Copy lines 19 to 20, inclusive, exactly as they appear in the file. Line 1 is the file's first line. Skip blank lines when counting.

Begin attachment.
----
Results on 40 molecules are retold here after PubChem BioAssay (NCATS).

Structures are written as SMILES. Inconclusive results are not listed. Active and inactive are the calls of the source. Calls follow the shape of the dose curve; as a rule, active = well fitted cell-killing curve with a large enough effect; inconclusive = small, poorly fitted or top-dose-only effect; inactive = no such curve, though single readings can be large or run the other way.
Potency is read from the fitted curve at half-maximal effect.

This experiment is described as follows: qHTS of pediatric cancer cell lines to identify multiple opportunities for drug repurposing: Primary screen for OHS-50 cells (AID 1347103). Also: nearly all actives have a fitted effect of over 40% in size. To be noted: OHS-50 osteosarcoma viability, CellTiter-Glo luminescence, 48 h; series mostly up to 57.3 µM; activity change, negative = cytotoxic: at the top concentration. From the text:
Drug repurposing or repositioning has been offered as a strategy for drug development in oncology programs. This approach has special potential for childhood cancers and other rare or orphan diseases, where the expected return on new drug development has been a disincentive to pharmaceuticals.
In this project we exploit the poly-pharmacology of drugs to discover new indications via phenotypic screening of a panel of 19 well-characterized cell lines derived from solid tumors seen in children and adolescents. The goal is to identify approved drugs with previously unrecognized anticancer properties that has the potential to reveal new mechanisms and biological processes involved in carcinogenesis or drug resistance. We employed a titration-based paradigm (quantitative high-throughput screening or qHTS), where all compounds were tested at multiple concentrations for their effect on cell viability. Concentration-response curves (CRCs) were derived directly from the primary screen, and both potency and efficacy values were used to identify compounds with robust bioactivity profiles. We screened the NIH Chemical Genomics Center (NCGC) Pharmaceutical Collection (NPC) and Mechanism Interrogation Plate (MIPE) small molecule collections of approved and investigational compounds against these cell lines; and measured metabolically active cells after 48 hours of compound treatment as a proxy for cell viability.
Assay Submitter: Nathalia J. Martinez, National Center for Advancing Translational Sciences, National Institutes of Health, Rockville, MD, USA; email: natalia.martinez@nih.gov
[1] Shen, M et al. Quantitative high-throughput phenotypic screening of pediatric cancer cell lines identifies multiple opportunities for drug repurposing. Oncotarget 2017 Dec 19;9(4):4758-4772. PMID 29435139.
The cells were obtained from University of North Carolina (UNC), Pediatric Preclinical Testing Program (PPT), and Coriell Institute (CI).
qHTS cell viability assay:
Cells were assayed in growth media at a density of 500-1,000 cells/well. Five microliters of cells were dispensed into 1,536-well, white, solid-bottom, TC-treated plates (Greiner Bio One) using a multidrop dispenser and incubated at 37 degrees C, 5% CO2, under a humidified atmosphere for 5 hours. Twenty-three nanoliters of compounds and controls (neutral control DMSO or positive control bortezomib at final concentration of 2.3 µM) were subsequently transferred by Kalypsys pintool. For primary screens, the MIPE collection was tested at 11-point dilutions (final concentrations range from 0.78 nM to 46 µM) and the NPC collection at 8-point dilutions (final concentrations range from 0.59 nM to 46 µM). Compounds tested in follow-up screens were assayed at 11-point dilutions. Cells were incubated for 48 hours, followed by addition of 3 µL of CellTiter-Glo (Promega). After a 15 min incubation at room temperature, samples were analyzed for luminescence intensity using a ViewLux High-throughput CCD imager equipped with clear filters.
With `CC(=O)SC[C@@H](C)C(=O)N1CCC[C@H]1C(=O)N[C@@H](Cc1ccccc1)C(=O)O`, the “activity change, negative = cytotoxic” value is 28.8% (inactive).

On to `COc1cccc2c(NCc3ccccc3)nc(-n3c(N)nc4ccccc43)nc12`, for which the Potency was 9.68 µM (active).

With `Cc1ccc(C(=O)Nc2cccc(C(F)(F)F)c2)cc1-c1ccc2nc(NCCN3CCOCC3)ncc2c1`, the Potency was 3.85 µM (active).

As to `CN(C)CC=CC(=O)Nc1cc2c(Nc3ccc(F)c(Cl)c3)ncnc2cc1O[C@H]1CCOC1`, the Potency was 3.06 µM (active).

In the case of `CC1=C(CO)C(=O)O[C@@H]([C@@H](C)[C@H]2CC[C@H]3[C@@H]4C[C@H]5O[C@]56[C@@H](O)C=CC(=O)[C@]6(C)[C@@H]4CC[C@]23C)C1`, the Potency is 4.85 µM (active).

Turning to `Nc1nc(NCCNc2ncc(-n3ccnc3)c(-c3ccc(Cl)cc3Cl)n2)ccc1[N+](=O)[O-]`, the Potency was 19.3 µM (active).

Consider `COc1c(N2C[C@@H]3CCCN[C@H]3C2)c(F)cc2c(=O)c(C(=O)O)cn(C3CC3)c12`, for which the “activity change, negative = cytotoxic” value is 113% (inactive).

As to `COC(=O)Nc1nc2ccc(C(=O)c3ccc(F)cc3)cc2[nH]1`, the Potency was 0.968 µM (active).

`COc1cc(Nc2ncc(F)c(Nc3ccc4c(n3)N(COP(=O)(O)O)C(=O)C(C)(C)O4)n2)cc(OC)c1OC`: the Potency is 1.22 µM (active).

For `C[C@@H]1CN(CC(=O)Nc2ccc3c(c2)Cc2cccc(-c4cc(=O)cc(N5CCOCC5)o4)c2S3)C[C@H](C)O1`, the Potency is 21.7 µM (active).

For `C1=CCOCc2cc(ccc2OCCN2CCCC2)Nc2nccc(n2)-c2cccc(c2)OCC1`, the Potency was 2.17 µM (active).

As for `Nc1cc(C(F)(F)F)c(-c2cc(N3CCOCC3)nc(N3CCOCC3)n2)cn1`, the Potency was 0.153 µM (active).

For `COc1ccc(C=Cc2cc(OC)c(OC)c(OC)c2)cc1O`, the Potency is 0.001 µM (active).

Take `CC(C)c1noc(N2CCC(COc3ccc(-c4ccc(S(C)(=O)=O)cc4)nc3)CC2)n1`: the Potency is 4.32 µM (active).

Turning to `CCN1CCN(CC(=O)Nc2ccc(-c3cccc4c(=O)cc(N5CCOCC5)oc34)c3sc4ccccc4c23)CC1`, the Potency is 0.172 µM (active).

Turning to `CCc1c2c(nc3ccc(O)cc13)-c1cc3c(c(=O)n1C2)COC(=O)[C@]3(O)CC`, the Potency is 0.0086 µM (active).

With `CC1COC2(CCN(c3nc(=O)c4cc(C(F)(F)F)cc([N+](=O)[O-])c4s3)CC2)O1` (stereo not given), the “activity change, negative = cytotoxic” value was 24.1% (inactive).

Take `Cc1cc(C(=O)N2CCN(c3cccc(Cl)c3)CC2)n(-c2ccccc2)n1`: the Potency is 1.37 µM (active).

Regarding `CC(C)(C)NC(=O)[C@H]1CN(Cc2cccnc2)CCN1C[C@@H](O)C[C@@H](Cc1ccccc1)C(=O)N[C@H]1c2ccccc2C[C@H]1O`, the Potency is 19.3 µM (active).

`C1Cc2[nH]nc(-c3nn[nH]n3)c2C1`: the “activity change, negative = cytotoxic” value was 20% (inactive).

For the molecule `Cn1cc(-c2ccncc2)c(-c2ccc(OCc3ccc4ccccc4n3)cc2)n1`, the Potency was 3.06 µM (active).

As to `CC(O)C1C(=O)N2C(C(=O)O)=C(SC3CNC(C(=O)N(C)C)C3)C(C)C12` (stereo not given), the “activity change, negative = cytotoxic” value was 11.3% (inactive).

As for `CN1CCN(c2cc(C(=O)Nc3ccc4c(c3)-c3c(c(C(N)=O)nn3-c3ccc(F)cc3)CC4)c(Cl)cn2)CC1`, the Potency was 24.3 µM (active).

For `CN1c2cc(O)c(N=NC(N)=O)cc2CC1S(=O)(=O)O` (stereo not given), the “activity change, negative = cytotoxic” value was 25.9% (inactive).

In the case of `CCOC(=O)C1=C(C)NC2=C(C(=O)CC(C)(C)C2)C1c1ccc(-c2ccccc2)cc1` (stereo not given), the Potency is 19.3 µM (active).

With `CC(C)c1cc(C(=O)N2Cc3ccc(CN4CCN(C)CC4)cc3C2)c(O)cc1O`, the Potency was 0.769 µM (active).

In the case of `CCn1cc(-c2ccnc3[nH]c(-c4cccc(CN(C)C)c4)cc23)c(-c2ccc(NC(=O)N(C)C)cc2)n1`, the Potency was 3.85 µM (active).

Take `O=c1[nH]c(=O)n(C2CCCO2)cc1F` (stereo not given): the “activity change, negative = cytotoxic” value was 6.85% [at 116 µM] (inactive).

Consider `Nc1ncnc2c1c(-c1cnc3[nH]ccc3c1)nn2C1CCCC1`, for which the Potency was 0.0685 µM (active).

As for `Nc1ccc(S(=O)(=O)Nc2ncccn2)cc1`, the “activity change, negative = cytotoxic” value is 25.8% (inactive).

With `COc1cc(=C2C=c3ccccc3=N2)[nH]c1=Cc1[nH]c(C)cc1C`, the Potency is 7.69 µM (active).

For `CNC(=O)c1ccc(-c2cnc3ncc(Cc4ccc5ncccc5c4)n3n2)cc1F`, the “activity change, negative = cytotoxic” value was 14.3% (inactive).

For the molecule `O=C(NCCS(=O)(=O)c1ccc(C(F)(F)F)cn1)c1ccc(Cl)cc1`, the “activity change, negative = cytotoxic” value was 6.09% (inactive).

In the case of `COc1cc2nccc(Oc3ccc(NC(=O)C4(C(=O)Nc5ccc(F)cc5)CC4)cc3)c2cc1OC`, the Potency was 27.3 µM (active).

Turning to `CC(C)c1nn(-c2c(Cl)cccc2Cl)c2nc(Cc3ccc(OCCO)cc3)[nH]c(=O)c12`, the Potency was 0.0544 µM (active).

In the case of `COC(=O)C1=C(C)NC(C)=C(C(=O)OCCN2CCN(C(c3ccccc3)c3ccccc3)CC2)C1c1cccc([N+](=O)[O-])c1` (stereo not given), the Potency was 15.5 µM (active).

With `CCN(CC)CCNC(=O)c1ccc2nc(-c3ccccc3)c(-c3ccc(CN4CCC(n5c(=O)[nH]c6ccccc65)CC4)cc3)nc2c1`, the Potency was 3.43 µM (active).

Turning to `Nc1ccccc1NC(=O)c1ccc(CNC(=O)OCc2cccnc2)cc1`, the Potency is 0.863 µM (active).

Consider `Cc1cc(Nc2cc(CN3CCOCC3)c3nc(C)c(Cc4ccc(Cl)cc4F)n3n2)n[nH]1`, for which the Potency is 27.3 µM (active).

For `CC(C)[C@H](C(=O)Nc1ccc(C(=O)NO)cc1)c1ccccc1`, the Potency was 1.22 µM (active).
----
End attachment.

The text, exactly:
As to `COC(=O)Nc1nc2ccc(C(=O)c3ccc(F)cc3)cc2[nH]1`, the Potency was 0.968 µM (active).

`COc1cc(Nc2ncc(F)c(Nc3ccc4c(n3)N(COP(=O)(O)O)C(=O)C(C)(C)O4)n2)cc(OC)c1OC`: the Potency is 1.22 µM (active).